You Can’t Pick Apples, But You Can Pick an Apple
Posted by Neal on January 20, 2006
I was telling my wife about what happened when I picked Doug and Adam up from their Sunday school class last… oh, what was it? Friday? Tuesday? Oh, wait, it was Sunday! Anyway, when I came to get them, they showed me the pictures they’d been coloring. On the page there was an apple tree, a sign saying, “Please don’t pick apples,” and a kid with an apple in his hand and an ashamed look on his face. The caption said something about how we all sometimes do things we know we shouldn’t.
Adam was holding his paper up to me and saying, “Look how I colored mine!”
Doug was holding his paper up to me and saying, “This guy is not guilty! He picked one apple, but the sign says, ‘Don’t pick ap-PLES!'”
“Doug,” I said, “When a sentence has a negation in it, like don’t or not, a word like apples means any number of apples. It doesn’t have to be more than one.”*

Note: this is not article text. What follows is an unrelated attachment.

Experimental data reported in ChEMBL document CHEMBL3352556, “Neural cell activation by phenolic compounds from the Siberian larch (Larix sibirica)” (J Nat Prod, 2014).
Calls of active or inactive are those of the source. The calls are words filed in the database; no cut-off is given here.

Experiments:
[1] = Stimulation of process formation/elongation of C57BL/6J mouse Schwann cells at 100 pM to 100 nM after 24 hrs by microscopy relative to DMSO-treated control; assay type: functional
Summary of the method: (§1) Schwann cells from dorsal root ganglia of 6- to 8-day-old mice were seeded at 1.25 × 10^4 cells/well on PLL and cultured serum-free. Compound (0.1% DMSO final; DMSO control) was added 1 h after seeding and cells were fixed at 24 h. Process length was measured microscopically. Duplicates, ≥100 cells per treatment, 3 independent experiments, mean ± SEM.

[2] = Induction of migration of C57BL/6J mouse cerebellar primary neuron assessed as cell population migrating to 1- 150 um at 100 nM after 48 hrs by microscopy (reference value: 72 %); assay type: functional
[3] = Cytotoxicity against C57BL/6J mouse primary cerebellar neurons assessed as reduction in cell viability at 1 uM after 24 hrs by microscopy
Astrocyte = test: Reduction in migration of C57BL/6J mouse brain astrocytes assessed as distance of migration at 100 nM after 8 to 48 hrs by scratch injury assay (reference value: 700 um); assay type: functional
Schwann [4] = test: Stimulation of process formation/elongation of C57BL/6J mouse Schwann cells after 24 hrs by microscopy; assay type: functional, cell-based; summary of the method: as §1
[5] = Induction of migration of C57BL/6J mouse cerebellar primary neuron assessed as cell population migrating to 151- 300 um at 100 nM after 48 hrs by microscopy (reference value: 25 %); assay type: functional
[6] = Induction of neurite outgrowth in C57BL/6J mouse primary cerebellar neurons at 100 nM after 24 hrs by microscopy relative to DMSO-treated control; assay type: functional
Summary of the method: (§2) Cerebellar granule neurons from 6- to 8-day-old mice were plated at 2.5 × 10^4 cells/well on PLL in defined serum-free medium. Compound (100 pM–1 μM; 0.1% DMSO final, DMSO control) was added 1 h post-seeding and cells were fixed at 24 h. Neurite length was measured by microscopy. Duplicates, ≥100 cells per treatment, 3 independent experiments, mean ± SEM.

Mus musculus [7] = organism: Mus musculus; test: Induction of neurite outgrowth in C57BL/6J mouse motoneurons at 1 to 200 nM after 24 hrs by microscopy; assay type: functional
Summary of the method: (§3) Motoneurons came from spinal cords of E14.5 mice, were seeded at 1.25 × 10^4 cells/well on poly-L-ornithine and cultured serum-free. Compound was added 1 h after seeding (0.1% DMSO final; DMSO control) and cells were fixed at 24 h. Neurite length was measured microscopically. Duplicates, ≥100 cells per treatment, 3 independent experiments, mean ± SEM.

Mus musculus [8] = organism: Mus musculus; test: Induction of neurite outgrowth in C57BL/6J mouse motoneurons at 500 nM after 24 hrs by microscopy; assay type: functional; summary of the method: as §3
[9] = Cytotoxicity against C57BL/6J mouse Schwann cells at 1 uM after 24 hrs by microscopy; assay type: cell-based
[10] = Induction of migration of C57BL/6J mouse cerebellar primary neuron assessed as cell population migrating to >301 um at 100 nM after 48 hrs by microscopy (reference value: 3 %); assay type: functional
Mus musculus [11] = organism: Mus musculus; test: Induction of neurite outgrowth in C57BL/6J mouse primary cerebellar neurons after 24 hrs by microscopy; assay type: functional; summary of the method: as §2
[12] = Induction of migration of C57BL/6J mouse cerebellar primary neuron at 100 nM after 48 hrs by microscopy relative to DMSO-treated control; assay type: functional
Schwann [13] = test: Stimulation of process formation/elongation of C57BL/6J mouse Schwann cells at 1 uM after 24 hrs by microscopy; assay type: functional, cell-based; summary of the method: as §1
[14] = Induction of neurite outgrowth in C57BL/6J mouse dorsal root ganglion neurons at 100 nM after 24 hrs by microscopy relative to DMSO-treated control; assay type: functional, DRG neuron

I didn’t go into detail about the semantic rules, but I gave him enough that he couldn’t come back and say, “But Dad, look! Ap-PLES means more than one!” (Indeed, all he said was, “Oh.”) But did my wife appreciate the instruction I’d provided our son on this point? Noooooooooo. When I told her about the incident, she said, “Speaking of apples, the apple doesn’t fall far from the tree!”
Wha–? Now I may be literal-minded, but interpreting a plural noun in the scope of a negation as referring strictly to a set of cardinality greater than one is not being literal. To the contrary, it’s ignoring a rule that you need in order to get the semantically compositional, non-figurative, intended meaning of the phrase! I was going to say something to this effect, but my wife was now telling me what I should have said.
“I would have just told him, ‘You know what they meant!'”
Hmph. Well, all I can say is, any parent can tell a kid that, but not just any parent can give a satisfying, just-specific-enough, linguistically sound answer like the one I gave.
*Note to self: When he’s old enough to appreciate the rest of the humor, make sure to show him the “Stonecutters” episode of The Simpsons, where the “No Homers Allowed” club shuts out Homer Simpson but admits another guy named Homer because “we’re allowed to have one!”